3.     It could take decades before you notice symptoms related to asbestos exposure. Asbestos is a carcinogen, and may lead to one or more diseases in those who have inhaled its microscopic fibers. Some common asbestos-related diseases are asbestosis and mesothelioma. The longer you are exposed, the greater the risk becomes for you to develop an asbestos-related disease. Asbestosis is a noncancerous, but chronic, and often fatal respiratory disease that occurs after asbestos fibers cause scarring in the lungs. The scarring can cause pain, difficulty breathing, and heart problems. Mesothelioma is a rare form of cancer that is diagnosed in roughly 3,000 Americans each year. It causes a tumor that spreads across the tissue in and around the lungs. Asbestos exposure is accountable for virtually all cases of mesothelioma. These diseases may take up to 40 or 50 years to develop within the body, making many victims of these diseases unaware of their condition.

 

4.     Asbestos fibers remain in the human body once they are inhaled or ingested. Unlike many toxins, asbestos cannot be “flushed out.” Because asbestos fibers are microscopic, the fibers can slip through the lungs’ natural filtration system and penetrate outwardly through the membrane which covers the lungs and lines the chest cavity. The fibers can also be swallowed and penetrate the stomach. Unfortunately, nothing can remove the fibers from the body due to their sharp, needle-like nature. To protect yourself, wear the appropriate respiratory protection and necessary personal protective equipment when in contact with asbestos.

 

5.     Asbestos is still mined and exported in other countries. Despite its health hazards, asbestos is a commodity in countries such as Greece, Canada, Russia, Italy, China, and India. Many of these countries also continue to use and market asbestos widely. Due to asbestos being a low-cost substance, it has become common on construction sites in developing countries.

 

Source: Asbestos.net

 

 

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Did You Know All of These House Fire Statistics?

Posted 5:12 PM by



House fires, and the harm they cause are more common than you think. Make sure you are taking proper precautions at home and in the workplace.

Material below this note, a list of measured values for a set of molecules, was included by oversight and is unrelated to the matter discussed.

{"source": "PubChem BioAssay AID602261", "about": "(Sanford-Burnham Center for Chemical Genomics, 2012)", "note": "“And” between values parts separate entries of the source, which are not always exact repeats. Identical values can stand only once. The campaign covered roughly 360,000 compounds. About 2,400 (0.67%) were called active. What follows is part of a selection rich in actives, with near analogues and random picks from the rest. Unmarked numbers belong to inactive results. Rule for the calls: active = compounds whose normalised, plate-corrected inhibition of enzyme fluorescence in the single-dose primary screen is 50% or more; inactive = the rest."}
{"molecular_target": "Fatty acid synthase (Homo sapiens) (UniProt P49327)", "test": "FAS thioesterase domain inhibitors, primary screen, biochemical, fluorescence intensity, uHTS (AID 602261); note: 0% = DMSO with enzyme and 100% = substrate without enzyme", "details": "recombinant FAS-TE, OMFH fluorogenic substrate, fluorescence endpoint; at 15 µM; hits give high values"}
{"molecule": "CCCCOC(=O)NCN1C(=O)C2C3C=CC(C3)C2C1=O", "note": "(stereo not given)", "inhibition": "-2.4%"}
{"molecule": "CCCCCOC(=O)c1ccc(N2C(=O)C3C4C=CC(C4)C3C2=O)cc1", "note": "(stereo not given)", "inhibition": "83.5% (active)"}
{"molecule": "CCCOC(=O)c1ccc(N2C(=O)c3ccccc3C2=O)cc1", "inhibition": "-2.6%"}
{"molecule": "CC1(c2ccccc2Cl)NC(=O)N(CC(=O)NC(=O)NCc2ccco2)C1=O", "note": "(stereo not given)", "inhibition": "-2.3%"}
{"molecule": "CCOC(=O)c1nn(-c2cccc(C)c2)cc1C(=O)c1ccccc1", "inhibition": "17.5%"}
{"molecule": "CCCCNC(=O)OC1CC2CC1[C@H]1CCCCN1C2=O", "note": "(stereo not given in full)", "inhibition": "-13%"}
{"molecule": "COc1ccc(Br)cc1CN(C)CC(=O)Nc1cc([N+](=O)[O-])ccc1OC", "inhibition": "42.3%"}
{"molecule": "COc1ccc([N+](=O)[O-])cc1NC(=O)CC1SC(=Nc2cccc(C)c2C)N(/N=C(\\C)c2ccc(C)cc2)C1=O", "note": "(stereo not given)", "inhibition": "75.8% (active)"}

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10 Ways You Can Prevent a Fire Today

Posted 3:54 PM by

 

As part of National Fire Prevention Week, we wanted to share 10 easy ways you can prevent a fire. According to the American Red Cross, 80% of Americans don’t realize that home fires are the single most common disaster across the nation. By following these 10 simple fire safety tips, you can prevent a disaster from occuring. 

 

 

 

10 Ways You Can Prevent a Fire Today 

 

1.  Blow out candles before leaving a room or going to bed.

2.  When cooking, keep towels, pot holders and curtains away from flames.  

3.  Keep matches, lighters and other ignitable substances in a secured location out of the reach of                   children, and only use lighters with child-resistant features.

4.  Hire a certified professional to inspect your chimney and heating equipment annually

5.  Keep fire in your fireplace by using a glass or metal fire screen large enough to catch sparks and                 rolling logs.

6.  Have wood and coal stoves, fireplaces, chimneys, and furnaces professionally inspected and cleaned         once a year.

7.  Keep candles at least 12 inches away from anything that can burn such as bedding, curtains or                   clothing.

8.  Clean cooking surfaces on a regular basis to prevent grease buildup.

9.  Always check the kitchen before going to bed or leaving the home to make sure all stoves, ovens, and        small appliances are turned off.

10. Keep all potential sources of fuel like paper, clothing, bedding or rugs at least three feet away from             space heaters, stoves, or fireplaces.

 

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Orlando International Airport Project